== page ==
Carbon reduction has climbed decisively up the international agenda in 2019, highlighted by the policy developments worldwide but particularly in Europe. The incoming European Commission President, Ursula von der Leyen, is committed to the ambition of Europe becoming the first climate-neutral region. This will have significant impact on cement producers, especially as the more stringent Phase IV of the EU Emissions Trading Scheme comes into effect in 2021.

In response, the cement majors have been stepping up the investment in CO2 reduction initiatives. LafargeHolcim made the first big announcement of the year in February, when it announced that its Exshaw plant in Canada would receive funding for environmental improvements from a new Emissions Reduction Alberta innovations fund. "The Exshaw low-carbon fuels project will go a long way in helping us reach our ambitious corporate goal to reduce 40 per cent less net CO2/t of cement by 2030," said Kate Strachan.

LafargeHolcim also went on later in the year to state that its CO2 emissions in Europe would be cut by 15 per cent (3Mt) like-for-like by 2022.

HeidelbergCement was not to be outdone, reporting that its CO2 reduction targets for 2030 had been validated against the Science Based Targets initiatives criteria. "Our goal is to realise the vision of CO2-neutral concrete by 2050 at the latest," said Dr Bernd Scheifele, chairman of the Managing Board of HeidelbergCement.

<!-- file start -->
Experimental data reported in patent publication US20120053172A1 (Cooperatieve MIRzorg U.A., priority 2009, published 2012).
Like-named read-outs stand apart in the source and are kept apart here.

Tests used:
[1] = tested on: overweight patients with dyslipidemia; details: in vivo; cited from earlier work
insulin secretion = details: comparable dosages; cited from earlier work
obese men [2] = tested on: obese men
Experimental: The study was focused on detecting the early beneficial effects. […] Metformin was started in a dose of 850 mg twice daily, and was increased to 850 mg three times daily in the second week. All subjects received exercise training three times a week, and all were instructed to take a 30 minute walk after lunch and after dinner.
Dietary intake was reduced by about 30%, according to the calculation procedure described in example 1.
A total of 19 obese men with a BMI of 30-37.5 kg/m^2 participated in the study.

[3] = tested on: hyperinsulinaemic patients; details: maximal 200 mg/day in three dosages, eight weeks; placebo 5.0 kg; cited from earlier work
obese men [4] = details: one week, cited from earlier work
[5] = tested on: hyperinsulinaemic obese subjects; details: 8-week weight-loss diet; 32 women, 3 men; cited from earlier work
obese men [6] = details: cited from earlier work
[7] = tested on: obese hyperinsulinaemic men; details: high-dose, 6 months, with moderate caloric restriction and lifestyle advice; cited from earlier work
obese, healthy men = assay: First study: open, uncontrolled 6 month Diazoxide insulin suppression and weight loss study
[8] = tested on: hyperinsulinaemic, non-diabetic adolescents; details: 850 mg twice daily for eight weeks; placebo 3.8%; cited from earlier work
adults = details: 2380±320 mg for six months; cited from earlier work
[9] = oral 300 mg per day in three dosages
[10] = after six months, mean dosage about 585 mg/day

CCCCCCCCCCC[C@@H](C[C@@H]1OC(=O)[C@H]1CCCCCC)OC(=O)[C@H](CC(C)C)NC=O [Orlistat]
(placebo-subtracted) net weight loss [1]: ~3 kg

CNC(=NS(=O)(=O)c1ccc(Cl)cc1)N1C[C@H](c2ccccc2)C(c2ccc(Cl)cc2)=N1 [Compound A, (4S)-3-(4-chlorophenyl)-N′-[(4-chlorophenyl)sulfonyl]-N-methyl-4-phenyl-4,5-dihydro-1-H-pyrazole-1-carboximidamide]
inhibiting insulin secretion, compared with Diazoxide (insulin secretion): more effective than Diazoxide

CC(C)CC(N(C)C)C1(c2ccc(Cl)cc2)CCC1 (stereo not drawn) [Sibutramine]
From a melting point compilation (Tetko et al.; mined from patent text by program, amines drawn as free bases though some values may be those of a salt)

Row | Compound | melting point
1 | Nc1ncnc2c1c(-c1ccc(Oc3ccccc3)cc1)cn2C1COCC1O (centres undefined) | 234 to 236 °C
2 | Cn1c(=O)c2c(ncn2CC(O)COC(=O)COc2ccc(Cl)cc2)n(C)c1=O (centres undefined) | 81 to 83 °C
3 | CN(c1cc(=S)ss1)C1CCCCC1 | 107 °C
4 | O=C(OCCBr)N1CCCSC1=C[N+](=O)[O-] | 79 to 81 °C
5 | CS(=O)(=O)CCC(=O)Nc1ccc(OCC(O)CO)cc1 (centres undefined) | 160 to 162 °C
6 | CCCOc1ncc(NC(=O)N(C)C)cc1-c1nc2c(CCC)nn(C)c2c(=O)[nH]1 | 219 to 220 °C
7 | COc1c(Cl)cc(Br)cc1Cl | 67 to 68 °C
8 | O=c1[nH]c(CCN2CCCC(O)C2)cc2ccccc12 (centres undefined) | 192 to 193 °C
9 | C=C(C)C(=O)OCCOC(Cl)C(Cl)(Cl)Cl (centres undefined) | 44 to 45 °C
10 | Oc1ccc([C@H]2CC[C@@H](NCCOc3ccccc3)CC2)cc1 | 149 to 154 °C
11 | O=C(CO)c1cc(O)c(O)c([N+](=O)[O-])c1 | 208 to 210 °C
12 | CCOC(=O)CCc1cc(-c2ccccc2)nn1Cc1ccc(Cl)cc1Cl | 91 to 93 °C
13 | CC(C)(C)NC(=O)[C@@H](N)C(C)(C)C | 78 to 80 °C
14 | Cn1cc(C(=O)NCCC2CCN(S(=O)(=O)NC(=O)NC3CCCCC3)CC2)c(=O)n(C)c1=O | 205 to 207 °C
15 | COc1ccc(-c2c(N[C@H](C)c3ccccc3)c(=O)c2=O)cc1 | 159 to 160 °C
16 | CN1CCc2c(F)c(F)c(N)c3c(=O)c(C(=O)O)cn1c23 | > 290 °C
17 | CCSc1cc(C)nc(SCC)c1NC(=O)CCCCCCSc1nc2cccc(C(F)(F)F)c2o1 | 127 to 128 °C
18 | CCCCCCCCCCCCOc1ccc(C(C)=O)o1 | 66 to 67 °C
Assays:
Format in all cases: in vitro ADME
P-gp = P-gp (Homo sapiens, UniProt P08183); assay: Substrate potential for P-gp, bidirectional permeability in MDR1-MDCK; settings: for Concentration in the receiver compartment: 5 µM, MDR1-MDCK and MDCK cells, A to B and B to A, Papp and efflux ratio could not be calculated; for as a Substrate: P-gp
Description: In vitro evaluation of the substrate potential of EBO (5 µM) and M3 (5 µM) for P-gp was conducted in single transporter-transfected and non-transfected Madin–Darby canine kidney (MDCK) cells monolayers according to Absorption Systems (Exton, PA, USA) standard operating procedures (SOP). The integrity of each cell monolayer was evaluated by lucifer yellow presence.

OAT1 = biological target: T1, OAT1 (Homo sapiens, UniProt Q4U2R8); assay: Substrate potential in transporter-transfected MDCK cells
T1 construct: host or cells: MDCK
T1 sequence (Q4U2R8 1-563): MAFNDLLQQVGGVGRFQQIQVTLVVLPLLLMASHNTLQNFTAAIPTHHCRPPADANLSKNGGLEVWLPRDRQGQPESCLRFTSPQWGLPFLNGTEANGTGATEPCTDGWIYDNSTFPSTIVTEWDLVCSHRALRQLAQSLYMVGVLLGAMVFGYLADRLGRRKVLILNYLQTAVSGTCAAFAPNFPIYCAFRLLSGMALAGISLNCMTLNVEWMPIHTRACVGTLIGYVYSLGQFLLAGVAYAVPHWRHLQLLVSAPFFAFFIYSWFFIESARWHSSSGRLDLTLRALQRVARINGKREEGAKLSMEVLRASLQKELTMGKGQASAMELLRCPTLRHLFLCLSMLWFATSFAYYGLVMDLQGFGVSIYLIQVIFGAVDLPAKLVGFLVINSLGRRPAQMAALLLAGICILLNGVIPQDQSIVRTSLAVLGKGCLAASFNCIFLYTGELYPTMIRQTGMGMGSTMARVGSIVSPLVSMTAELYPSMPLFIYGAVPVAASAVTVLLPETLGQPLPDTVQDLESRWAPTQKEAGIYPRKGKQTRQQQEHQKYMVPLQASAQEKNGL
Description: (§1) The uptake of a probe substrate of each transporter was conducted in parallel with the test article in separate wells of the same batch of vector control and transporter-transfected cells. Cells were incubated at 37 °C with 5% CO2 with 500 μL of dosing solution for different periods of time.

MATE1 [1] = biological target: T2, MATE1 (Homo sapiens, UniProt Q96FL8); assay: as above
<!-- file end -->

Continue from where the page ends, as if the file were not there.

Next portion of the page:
A step in that direction would be taken by the company's subsidiary Lehigh Cement and the International CCS Knowledge Centre which launched a feasibility study for a full-scale carbon capture and storage (CCS) project at the Edmonton cement plant in Alberta, Canada.

Indian cement producer Dalmia Cement (Bharat) Ltd responded to CO2 challenges by claiming it would become carbon neutral by 2040. This was despite aims to increase the company’s own cement capacity to 50Mt by 2022.

Meanwhile, December saw the COP25 talks held in Madrid where the Global Cement and Concrete Association, along with FICEM, Oficemen and CEMBUREAU offered their advice on the path to carbon neutrality by 2050 for both cement and concrete.

Finally, not forgetting the inaugural year of ICR Awards, ICR presented its first 'Plant of the Year Award' to Yanbu Cement and part of its recognition was because it has achieved 1Mt of carbon reduction in the past two years. ICR’s 'Environmental Award for 2019' went to w&p Zement GmbH in Austria that managed to reduce its carbon footprint well below the Austrian average of 563kg of CO2/t of cement, along with many other environmental improvements.

Published under Cement News